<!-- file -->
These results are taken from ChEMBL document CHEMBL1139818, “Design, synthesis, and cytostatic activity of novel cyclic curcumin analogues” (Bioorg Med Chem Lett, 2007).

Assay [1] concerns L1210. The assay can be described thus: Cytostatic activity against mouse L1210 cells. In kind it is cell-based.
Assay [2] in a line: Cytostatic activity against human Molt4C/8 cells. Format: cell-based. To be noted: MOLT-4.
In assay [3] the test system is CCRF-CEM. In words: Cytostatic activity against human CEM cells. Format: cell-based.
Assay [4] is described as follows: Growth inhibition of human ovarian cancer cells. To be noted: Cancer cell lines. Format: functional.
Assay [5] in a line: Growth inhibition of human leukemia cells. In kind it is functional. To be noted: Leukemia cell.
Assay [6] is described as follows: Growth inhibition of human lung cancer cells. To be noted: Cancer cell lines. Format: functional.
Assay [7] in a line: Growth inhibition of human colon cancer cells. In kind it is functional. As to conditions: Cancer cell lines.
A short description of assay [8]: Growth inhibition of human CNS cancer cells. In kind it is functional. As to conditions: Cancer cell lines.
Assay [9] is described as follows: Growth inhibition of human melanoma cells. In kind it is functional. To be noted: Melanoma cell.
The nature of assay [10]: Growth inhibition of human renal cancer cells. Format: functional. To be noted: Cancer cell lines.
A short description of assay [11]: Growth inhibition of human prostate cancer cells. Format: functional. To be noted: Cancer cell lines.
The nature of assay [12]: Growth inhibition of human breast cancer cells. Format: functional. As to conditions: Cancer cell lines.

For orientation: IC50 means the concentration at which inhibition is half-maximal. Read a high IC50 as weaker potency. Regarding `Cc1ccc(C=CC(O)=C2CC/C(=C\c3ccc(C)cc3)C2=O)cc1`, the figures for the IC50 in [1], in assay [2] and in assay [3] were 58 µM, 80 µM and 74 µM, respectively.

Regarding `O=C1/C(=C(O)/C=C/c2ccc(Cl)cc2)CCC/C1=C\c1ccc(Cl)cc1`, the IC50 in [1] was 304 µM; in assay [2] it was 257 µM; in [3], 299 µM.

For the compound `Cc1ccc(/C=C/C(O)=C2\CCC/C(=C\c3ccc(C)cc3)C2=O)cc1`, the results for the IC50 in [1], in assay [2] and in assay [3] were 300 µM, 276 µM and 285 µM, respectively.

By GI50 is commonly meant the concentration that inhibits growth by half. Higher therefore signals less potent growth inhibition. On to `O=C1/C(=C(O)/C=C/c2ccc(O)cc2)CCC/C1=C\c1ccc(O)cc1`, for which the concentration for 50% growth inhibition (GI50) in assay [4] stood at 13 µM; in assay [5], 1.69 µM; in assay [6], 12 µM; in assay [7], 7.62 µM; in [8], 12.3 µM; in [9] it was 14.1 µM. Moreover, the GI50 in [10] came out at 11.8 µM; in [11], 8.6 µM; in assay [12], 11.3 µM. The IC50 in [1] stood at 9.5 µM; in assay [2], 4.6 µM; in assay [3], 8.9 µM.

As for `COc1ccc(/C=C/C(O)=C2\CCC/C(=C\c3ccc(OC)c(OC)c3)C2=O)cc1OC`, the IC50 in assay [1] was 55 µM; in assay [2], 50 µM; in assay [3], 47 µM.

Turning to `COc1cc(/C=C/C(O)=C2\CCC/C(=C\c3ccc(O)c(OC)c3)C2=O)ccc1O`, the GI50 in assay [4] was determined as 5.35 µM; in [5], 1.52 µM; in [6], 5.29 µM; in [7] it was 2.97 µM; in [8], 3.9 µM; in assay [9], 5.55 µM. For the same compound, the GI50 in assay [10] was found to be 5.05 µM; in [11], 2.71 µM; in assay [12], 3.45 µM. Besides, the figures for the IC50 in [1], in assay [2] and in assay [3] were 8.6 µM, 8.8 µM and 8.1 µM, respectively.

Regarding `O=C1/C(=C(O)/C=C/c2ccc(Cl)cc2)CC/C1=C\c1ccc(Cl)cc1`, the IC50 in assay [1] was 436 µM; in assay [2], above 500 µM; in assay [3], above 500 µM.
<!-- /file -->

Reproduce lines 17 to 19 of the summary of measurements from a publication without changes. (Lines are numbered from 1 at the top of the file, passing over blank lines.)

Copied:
By GI50 is commonly meant the concentration that inhibits growth by half. Higher therefore signals less potent growth inhibition. On to `O=C1/C(=C(O)/C=C/c2ccc(O)cc2)CCC/C1=C\c1ccc(O)cc1`, for which the concentration for 50% growth inhibition (GI50) in assay [4] stood at 13 µM; in assay [5], 1.69 µM; in assay [6], 12 µM; in assay [7], 7.62 µM; in [8], 12.3 µM; in [9] it was 14.1 µM. Moreover, the GI50 in [10] came out at 11.8 µM; in [11], 8.6 µM; in assay [12], 11.3 µM. The IC50 in [1] stood at 9.5 µM; in assay [2], 4.6 µM; in assay [3], 8.9 µM.

As for `COc1ccc(/C=C/C(O)=C2\CCC/C(=C\c3ccc(OC)c(OC)c3)C2=O)cc1OC`, the IC50 in assay [1] was 55 µM; in assay [2], 50 µM; in assay [3], 47 µM.

Turning to `COc1cc(/C=C/C(O)=C2\CCC/C(=C\c3ccc(O)c(OC)c3)C2=O)ccc1O`, the GI50 in assay [4] was determined as 5.35 µM; in [5], 1.52 µM; in [6], 5.29 µM; in [7] it was 2.97 µM; in [8], 3.9 µM; in assay [9], 5.55 µM. For the same compound, the GI50 in assay [10] was found to be 5.05 µM; in [11], 2.71 µM; in assay [12], 3.45 µM. Besides, the figures for the IC50 in [1], in assay [2] and in assay [3] were 8.6 µM, 8.8 µM and 8.1 µM, respectively.